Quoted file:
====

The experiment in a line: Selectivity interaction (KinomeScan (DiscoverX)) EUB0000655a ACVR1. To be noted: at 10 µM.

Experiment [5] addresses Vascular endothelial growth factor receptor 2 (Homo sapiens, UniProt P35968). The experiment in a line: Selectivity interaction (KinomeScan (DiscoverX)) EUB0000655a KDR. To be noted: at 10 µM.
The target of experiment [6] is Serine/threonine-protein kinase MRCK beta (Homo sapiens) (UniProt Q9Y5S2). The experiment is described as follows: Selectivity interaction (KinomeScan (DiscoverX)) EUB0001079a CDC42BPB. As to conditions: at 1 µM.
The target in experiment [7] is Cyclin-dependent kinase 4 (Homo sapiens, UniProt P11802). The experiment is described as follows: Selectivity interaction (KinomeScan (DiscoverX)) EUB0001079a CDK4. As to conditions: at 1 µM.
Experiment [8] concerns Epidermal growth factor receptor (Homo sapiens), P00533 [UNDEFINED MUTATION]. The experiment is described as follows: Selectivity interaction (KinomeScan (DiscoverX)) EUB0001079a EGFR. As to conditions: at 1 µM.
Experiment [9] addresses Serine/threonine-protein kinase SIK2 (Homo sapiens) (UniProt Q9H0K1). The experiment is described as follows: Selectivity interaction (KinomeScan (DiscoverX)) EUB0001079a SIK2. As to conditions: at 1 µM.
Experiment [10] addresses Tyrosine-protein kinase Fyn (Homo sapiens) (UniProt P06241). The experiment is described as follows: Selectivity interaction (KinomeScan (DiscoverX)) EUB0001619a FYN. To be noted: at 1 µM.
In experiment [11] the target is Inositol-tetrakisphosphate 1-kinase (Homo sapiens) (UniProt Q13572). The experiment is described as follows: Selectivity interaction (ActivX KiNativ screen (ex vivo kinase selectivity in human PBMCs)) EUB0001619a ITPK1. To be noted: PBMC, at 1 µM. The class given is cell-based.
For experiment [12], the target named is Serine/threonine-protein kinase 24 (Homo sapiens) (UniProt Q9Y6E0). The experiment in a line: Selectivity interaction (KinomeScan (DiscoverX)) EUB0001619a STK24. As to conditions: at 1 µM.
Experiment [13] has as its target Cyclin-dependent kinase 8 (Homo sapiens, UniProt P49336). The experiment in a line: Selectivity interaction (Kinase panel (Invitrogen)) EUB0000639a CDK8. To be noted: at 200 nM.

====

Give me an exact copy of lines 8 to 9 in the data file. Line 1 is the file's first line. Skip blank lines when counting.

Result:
In experiment [11] the target is Inositol-tetrakisphosphate 1-kinase (Homo sapiens) (UniProt Q13572). The experiment is described as follows: Selectivity interaction (ActivX KiNativ screen (ex vivo kinase selectivity in human PBMCs)) EUB0001619a ITPK1. To be noted: PBMC, at 1 µM. The class given is cell-based.
For experiment [12], the target named is Serine/threonine-protein kinase 24 (Homo sapiens) (UniProt Q9Y6E0). The experiment in a line: Selectivity interaction (KinomeScan (DiscoverX)) EUB0001619a STK24. As to conditions: at 1 µM.